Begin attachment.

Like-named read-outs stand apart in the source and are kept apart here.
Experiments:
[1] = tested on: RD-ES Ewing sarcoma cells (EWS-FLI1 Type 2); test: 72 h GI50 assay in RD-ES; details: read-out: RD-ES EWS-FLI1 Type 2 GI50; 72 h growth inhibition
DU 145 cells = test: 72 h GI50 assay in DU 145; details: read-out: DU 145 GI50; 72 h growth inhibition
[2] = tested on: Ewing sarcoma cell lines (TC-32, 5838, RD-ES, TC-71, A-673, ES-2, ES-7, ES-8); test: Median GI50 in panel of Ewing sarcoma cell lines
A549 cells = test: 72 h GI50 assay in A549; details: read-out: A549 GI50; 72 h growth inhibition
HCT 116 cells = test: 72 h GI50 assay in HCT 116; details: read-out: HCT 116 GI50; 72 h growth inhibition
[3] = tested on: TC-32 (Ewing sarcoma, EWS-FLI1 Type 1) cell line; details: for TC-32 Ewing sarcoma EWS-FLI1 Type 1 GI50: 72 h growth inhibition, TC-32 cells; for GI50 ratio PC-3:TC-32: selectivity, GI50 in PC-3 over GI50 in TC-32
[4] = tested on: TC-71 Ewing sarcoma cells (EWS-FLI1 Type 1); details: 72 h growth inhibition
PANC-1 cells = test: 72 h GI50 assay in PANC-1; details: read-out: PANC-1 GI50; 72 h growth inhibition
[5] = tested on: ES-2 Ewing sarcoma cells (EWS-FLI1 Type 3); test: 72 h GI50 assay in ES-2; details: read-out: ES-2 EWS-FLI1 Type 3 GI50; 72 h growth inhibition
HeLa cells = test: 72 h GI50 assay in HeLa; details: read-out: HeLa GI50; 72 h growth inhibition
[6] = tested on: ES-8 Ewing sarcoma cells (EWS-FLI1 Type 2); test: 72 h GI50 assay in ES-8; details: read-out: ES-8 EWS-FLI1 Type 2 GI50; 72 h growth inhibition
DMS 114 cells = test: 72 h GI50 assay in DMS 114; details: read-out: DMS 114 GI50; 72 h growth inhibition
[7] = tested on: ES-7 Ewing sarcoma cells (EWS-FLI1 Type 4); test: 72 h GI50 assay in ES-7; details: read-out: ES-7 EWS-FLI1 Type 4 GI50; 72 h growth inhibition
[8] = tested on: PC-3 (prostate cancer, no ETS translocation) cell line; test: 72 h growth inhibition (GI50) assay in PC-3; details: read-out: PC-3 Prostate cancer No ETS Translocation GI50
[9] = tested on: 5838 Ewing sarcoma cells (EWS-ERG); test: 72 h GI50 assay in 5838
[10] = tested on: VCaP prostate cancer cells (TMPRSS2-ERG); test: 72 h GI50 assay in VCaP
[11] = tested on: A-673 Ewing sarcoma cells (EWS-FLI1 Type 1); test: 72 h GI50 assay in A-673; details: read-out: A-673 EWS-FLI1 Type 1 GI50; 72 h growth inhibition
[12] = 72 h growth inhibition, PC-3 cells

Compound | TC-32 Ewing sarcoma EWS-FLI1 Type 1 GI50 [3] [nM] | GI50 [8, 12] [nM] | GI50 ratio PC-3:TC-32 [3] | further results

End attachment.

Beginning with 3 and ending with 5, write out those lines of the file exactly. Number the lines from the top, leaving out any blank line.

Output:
[1] = tested on: RD-ES Ewing sarcoma cells (EWS-FLI1 Type 2); test: 72 h GI50 assay in RD-ES; details: read-out: RD-ES EWS-FLI1 Type 2 GI50; 72 h growth inhibition
DU 145 cells = test: 72 h GI50 assay in DU 145; details: read-out: DU 145 GI50; 72 h growth inhibition
[2] = tested on: Ewing sarcoma cell lines (TC-32, 5838, RD-ES, TC-71, A-673, ES-2, ES-7, ES-8); test: Median GI50 in panel of Ewing sarcoma cell lines